My body is a sagging bicycle shed, graffitied over with years of toxic neglect

Hilary Fannin: I can’t put off thinking about resolutions much longer

New Year: I had a drink to steady my incipient panic. I’m not going to be able to put off thinking about resolutions much longer. Photograph: Getty

New Year: I had a drink to steady my incipient panic. I’m not going to be able to put off thinking about resolutions much longer. Photograph: Getty

 

We sat in a small tapas restaurant and ordered calamari and whitebait. Fairy lights were pinned to the ceiling in long even rows, and beyond the large clear window I could see the trawlers bobbing in sleep, nudging up against the pier wall. The zigzag reflection of the lights into the clear navy-blue night made it seem, at first glance, as if the trawlers themselves were festooned in twinkling lights, their masts lit like ghostly Christmas trees in the cold black harbour.

I am keenly aware of my luck. A random accident of birth and geography, and here I am, steeped in privilege, eyeing up an ice bucket at the start of another new year.

I was dining with a friend who lives in London and whom I don’t see very often. In his 60s, he epitomises what a healthy lifestyle can achieve. Crisp and well pressed, focused and confident, he seems to get younger each time I see him. He recently stopped running, he told me, and now turfs himself out of bed every morning at dawn for a fast 15km stride around his neighbourhood. It occurred to me, over the tiny shoal of whitebait, that if my friend’s body is his temple (albeit one with a few rough edges), mine is a sagging bicycle shed, graffitied over with years of toxic neglect.

My friend was telling me that, before long, humans will have minuscule computer chips floating around inside them, alerting us to potential illness and disease

I had a drink to steady my incipient panic. I’m not going to be able to put off thinking about resolutions much longer; this festive raft I’ve been afloat on is buckled and beginning to list.

My friend works in health and technology. This is an exciting time for him; in the saddle of a booming industry, he’s roaming fresh fields of technological innovation.

We talked about transhumanism and artificial intelligence and targeted therapies. He attempted to enlighten me about nanobots and genomics while I, with the concentration of a sluggish gnat, wondered what the future held for the old wooden trawlers moored together on the oily night water.

Trawlers are inscrutable beasts; they are more than fishing boats, more than craft. When you stand close to them and look at their bilge stains, at the rusting heft of their anchor chains, they appear gruff and alive and dangerous, like dogs that don’t want to come inside, somehow fearing their own feral nature.

My friend was telling me that, before long, humans will have minuscule computer chips floating around inside them, monitoring changes in the structure of genes and alerting us to potential illness and disease. Data from our DNA will be stored in the cloud, he said, our prospects shadowed by a virtual self.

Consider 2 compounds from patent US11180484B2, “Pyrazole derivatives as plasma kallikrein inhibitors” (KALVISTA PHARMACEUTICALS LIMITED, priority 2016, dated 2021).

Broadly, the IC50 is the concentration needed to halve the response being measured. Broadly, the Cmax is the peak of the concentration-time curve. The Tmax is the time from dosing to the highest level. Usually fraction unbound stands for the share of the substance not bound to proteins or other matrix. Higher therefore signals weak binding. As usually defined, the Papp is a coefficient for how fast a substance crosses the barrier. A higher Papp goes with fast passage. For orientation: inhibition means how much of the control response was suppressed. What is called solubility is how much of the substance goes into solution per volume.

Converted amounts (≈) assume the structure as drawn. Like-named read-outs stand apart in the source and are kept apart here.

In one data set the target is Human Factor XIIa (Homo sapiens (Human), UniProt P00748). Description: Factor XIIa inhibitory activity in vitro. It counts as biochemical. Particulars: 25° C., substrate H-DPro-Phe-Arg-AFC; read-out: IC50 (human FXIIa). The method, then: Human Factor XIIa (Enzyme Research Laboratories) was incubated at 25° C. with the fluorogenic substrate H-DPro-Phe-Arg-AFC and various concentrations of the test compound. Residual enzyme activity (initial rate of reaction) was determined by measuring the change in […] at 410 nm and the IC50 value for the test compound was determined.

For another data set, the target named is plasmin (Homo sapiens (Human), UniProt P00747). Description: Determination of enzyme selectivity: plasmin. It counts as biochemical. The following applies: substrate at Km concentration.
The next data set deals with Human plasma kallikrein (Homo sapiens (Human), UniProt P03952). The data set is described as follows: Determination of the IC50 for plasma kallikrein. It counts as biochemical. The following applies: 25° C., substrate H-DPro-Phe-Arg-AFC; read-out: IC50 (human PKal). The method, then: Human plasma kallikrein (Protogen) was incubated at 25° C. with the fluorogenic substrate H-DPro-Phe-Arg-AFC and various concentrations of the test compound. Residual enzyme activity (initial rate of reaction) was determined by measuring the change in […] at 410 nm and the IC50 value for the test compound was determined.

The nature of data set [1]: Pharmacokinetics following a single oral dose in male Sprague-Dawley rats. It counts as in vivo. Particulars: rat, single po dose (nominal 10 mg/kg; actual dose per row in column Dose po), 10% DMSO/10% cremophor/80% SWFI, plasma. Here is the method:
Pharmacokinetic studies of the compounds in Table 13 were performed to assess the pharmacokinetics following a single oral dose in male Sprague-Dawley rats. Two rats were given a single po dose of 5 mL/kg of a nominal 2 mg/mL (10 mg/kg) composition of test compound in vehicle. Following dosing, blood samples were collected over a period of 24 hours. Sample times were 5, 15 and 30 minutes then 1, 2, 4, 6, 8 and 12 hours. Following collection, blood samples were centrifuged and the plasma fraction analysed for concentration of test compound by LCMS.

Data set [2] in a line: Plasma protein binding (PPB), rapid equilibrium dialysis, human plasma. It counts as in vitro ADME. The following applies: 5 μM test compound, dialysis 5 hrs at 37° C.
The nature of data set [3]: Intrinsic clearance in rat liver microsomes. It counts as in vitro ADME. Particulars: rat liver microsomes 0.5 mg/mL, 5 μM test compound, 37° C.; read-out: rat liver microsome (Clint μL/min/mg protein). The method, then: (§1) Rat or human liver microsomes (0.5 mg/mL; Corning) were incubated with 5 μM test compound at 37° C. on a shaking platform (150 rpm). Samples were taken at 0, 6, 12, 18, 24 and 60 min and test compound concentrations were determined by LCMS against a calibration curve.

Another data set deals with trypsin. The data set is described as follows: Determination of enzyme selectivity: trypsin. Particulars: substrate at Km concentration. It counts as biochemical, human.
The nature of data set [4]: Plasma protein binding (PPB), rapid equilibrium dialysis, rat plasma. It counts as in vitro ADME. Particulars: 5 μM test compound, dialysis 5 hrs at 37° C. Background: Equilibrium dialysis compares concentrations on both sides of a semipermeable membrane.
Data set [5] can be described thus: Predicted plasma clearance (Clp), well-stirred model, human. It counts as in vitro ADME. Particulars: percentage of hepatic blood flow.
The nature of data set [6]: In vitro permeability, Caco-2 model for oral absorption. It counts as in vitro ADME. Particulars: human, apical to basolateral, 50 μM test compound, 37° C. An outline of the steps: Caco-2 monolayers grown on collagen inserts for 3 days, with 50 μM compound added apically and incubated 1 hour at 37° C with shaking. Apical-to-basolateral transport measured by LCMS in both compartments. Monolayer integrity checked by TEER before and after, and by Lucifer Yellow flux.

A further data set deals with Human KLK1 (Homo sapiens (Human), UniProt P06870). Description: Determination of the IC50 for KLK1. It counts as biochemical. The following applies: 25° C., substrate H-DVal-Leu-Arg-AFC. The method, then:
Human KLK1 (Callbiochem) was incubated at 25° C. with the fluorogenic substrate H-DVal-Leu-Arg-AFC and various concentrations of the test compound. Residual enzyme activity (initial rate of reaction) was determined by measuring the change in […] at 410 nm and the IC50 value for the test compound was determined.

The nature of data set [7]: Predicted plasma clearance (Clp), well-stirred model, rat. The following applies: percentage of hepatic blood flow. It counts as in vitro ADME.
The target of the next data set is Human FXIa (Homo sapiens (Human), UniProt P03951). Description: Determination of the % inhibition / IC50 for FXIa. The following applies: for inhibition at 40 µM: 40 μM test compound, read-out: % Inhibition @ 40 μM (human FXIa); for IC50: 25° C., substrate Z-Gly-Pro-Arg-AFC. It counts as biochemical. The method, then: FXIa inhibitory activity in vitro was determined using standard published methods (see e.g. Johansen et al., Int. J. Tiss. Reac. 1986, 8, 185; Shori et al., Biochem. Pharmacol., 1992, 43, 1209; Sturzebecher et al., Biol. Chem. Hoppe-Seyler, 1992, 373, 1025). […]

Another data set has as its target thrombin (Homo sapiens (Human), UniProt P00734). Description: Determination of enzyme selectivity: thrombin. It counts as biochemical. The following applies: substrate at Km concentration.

If the microchips can be mass manufactured cheaply enough, he continued, their impact will revolutionise everything we have understood about life and death, about mortality. With exponential advances in technology, some say, a baby born today has the potential to live for 1,000 years. I looked down at our empty whitebait plate, thought with horror about all the resources these first-world babies engineered to live for centuries would use.

I’d hate to live for hundreds of years. I couldn’t imagine anything worse. Life would be one long lukewarm bath

The port and starboard lights were staining the water green and red. On the rise of the hill above the harbour, amber streetlights flashed like fireflies. I felt like I’d known this harbour forever. I used to walk up and down it, hand in hand with my father, when I was a little girl, stopping to pick up tails of spliced rope and put them in my duffel-coat pocket, or to look into the fish boxes at the severed heads of startled cod. We’d climb the big steps at the end of the pier and talk about dogs we liked and how he might make some money.

Man, I’d hate to live for hundreds of years. I couldn’t imagine anything worse. Life would be one long lukewarm bath. It would be like never knowing winter. It would be like waking up to one continuous Wednesday in March, an endless day of scattered showers and occasional sunny periods.

Who would we be without loss, and what would we be without grief? And what about memory? And what role for fate? And can you imagine how many times boy bands would re-form? And what would 1,000 years of their Christmas albums do to you while you were pushing your virtual trolley around your virtual supermarket and stocking up on protein flakes and pints of pasteurised nanobot milk?

We left the restaurant, stepped into the crisp night and walked towards the street lights, ghosts scattering in our wake, drifting gull-like over the still waters.

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